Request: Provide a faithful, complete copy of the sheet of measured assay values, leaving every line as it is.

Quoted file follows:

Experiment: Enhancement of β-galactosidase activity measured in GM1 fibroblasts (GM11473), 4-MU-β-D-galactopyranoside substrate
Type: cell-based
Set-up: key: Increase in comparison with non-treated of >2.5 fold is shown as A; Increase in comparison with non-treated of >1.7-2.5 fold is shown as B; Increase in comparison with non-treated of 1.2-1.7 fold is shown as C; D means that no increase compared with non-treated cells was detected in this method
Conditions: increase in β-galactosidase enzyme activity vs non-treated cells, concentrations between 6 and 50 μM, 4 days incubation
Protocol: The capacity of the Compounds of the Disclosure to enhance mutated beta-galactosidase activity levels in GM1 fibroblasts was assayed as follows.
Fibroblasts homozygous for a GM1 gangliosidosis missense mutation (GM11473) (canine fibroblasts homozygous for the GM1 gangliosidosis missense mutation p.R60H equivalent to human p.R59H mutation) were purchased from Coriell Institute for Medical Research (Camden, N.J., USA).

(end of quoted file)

Experiment: Enhancement of β-galactosidase activity measured in GM1 fibroblasts (GM11473), 4-MU-β-D-galactopyranoside substrate
Type: cell-based
Set-up: key: Increase in comparison with non-treated of >2.5 fold is shown as A; Increase in comparison with non-treated of >1.7-2.5 fold is shown as B; Increase in comparison with non-treated of 1.2-1.7 fold is shown as C; D means that no increase compared with non-treated cells was detected in this method
Conditions: increase in β-galactosidase enzyme activity vs non-treated cells, concentrations between 6 and 50 μM, 4 days incubation
Protocol: The capacity of the Compounds of the Disclosure to enhance mutated beta-galactosidase activity levels in GM1 fibroblasts was assayed as follows.
Fibroblasts homozygous for a GM1 gangliosidosis missense mutation (GM11473) (canine fibroblasts homozygous for the GM1 gangliosidosis missense mutation p.R60H equivalent to human p.R59H mutation) were purchased from Coriell Institute for Medical Research (Camden, N.J., USA).